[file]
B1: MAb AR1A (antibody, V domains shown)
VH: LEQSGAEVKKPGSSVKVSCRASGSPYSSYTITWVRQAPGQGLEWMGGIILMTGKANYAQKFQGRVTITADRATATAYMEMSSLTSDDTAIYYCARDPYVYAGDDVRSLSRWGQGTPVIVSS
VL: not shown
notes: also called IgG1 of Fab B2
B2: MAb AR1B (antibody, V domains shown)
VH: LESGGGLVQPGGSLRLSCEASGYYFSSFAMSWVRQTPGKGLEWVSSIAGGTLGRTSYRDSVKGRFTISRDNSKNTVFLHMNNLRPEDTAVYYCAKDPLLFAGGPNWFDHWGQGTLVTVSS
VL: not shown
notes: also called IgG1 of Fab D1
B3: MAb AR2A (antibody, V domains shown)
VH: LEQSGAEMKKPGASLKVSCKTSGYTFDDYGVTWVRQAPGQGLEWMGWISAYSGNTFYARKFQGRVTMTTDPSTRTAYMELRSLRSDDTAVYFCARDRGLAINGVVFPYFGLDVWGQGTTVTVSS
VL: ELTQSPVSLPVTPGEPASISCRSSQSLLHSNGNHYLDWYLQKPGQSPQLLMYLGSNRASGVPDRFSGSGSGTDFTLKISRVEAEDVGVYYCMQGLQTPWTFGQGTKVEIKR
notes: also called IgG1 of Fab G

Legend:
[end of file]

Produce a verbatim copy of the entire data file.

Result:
B1: MAb AR1A (antibody, V domains shown)
VH: LEQSGAEVKKPGSSVKVSCRASGSPYSSYTITWVRQAPGQGLEWMGGIILMTGKANYAQKFQGRVTITADRATATAYMEMSSLTSDDTAIYYCARDPYVYAGDDVRSLSRWGQGTPVIVSS
VL: not shown
notes: also called IgG1 of Fab B2
B2: MAb AR1B (antibody, V domains shown)
VH: LESGGGLVQPGGSLRLSCEASGYYFSSFAMSWVRQTPGKGLEWVSSIAGGTLGRTSYRDSVKGRFTISRDNSKNTVFLHMNNLRPEDTAVYYCAKDPLLFAGGPNWFDHWGQGTLVTVSS
VL: not shown
notes: also called IgG1 of Fab D1
B3: MAb AR2A (antibody, V domains shown)
VH: LEQSGAEMKKPGASLKVSCKTSGYTFDDYGVTWVRQAPGQGLEWMGWISAYSGNTFYARKFQGRVTMTTDPSTRTAYMELRSLRSDDTAVYFCARDRGLAINGVVFPYFGLDVWGQGTTVTVSS
VL: ELTQSPVSLPVTPGEPASISCRSSQSLLHSNGNHYLDWYLQKPGQSPQLLMYLGSNRASGVPDRFSGSGSGTDFTLKISRVEAEDVGVYYCMQGLQTPWTFGQGTKVEIKR
notes: also called IgG1 of Fab G

Legend: